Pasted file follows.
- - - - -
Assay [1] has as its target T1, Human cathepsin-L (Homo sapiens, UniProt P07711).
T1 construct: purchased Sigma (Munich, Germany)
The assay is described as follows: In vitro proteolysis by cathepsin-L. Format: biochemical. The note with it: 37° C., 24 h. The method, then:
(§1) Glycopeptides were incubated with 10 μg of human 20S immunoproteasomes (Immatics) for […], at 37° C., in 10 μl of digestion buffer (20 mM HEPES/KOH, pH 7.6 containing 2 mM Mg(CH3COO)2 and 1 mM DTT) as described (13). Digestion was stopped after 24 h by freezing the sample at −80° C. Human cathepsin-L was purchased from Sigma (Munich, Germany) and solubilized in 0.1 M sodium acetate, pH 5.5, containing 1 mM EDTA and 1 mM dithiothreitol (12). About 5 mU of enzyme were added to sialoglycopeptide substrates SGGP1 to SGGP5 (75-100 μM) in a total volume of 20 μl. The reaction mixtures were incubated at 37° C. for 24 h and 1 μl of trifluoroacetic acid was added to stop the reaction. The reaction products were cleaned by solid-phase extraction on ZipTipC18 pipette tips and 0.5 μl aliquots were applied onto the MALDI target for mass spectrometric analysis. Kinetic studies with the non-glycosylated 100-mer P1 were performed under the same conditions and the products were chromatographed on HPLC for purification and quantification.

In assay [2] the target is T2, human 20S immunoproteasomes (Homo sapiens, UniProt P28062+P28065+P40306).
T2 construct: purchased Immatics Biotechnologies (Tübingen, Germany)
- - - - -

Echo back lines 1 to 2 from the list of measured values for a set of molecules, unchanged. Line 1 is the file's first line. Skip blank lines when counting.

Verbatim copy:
Assay [1] has as its target T1, Human cathepsin-L (Homo sapiens, UniProt P07711).
T1 construct: purchased Sigma (Munich, Germany)